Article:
Having said that, you would be much better off getting one of those "portable" units... where the only item in the window is a plastic do-hickey with a flexible duct attached to the unit. They are more expensive (though getting cheaper), and you must empty the water now and again (they will auto shut-off). But can be rolled from room to room and/or taken with you when you change apartments(flats?) without much worry.
As a FWIW, I just purchased one of those potable unit for my attic area (8000 BTU heating/cooling) for $399 US. I works as advertised!
HTH,
Charlie LegMan (remove 999 for eMail)
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If you have a regular double hung window, the unit could sit on the sill with its back in the plane of the sash. Then all you need do is close the sides. Caution, some units have vents on the sides for taking in the air to cool the condenser coil (outside, hot one). If so, then you must box in the sides to keep that path open. Watch out that these vents don't suck in the hot air going out the back. Wilson

a
air
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Wilson, I think your advice is good. My recollection is that there are some window units designed with both in and out vents on the back - i.e., nothing on the sides - so the back can be set even with the window sash. So, OP could call the local stores that sell a/c units, but they may not be much help, so OP will have to look himself. Or, he/she/it could try the manuf's websites or their 800 numbers -- such as GE's.
If the plan is to adapt an existing window unit that has side vents, I might try getting a plastic tub big enough for the job - including clearance for the side vents - at a local Borg. If the bottom is cut out the right size and the a/c unit is slipped into that opening, then the plastic tub would slant right to drain the water to the outside, if that is OK. FWIW

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On Tue, 22 Jun 2004 07:50:44 GMT, "smd"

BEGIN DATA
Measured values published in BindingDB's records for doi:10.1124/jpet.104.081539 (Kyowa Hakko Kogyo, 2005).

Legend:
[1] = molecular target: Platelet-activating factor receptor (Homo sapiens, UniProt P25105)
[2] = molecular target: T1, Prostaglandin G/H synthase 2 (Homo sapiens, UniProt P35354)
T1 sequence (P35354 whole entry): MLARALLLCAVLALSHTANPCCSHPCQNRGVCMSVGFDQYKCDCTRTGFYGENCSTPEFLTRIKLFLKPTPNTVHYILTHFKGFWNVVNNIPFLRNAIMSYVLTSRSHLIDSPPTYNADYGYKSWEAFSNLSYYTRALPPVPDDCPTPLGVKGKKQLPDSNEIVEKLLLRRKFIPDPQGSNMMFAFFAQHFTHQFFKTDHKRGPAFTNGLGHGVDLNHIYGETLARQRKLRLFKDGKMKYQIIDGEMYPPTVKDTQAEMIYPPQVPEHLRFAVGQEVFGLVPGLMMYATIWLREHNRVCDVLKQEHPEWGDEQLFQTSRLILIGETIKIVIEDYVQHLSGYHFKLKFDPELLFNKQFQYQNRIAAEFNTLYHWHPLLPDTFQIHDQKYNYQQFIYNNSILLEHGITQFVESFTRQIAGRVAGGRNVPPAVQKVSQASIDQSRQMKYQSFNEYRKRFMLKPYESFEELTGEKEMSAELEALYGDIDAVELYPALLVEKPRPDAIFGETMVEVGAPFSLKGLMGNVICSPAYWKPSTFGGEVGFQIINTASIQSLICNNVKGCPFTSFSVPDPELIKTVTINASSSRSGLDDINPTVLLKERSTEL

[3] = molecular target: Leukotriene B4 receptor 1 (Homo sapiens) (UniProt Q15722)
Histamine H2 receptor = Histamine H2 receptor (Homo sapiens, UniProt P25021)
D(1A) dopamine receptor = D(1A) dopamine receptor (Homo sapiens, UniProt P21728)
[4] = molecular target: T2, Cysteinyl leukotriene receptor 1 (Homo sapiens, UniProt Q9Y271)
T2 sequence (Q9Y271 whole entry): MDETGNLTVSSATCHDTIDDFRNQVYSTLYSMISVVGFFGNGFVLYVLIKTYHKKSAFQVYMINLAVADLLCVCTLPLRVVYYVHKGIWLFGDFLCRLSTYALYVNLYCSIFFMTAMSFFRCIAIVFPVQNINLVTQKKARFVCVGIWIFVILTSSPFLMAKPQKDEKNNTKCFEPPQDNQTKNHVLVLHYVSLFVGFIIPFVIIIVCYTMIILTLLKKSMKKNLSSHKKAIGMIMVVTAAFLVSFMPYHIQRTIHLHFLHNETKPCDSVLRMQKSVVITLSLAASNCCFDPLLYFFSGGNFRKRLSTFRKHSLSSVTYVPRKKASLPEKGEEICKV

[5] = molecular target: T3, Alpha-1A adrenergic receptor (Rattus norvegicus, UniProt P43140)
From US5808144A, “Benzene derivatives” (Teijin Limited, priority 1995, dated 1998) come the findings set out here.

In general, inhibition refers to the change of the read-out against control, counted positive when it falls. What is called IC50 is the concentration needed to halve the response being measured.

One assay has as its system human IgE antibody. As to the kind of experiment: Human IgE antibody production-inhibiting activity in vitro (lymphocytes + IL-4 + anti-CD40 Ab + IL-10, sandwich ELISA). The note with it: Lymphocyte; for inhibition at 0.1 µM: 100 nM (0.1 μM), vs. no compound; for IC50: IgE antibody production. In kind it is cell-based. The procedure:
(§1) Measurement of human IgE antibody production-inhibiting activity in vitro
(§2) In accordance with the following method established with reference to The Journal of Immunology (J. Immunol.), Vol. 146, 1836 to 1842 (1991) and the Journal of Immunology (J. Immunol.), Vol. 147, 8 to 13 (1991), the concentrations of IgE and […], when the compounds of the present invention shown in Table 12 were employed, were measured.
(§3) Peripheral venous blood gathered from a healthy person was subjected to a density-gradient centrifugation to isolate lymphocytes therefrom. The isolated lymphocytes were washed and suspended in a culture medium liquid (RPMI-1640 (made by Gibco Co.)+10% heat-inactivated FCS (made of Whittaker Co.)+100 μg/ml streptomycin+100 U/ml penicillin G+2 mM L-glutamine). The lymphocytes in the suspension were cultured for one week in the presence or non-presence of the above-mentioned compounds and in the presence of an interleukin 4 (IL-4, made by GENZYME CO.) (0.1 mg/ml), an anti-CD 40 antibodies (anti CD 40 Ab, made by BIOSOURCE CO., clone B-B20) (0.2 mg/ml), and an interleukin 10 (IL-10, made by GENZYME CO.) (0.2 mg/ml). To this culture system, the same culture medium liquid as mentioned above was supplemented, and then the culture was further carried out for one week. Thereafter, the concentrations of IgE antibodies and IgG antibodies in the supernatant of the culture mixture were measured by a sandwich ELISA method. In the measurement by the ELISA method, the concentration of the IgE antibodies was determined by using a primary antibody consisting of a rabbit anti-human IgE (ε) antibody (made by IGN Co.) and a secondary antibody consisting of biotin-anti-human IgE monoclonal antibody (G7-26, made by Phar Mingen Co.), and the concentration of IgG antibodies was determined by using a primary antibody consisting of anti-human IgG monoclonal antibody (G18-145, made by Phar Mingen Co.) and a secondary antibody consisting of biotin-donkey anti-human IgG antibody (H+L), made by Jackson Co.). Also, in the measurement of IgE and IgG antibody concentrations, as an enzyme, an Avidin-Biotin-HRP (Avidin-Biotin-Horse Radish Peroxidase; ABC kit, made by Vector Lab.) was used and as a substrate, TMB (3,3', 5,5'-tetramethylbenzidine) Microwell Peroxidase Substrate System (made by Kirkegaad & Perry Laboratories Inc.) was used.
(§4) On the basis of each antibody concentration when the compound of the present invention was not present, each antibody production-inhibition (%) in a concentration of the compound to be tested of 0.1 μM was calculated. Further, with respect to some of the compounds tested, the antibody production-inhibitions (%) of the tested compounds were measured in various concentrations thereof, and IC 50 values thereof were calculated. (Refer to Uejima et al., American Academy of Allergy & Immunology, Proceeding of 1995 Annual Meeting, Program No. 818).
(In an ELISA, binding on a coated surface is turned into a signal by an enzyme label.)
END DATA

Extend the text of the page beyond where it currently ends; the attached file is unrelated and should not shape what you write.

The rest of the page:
......and in reply I say!:
remove ns from my header address to reply via email
HAH! I have a unit that has a tube that you seal into the window. When we bought it, the sales guy (one of those rare ones who probably lose their jobs) told us it was a sucky idea.
We bought the thing _in spite_ of the salesman (customers really _do_ want to hear "NICE" stuff!), and it's useless.
It has a 4" tube about 10' long, and you stick that out the window. The window has to be open 4", so they give you a piece of foam to seal the heat from coming straight back in.
The tube gets very hot. So I used to hang towels over it to stop the heat getting back into the room.
*********************************************************************** Someone actually said that someone sold a unit that moved cooled air around the room. I would string the bastards that sold the thing up by the nuts and teach them the principles by forcing them to piss! A painful waste of time.
hullo! It's called a fridge with the door open folks! It heats the room more than it cools (efficiency). ************************************************************************
OK.
An aircon needs somewhere to get rid of the heat. That's called outside. Outside has to be separated quite violently from inside. But the heat transfer needs to be _very_ rapid for effectiveness. Look at an aircon in a wall or window. It has a 2' by 3' area, and in that area is a _huge_ area of copper-foil exchanger. Not much fan needed, because the radiator does the job. but if you stand near the outside of an aircon, there is a huge draught anyway. Heat transfer involves a lot of transferring.
OK. I have this useless tubed aircon that I am looking converting to a useful one...your exact opposite.
Your problem is heat transfer. In the end, you need to hang a tube out the window that is as big as the aircon you buy, with added air movement (extra fan), to even approach the usefuleness of the cheap aircon you buy but can't install.
I would estimate that the tubed version I have is maybe 1/5th as good as a window or wall-mounted system.

Why not? Seriously.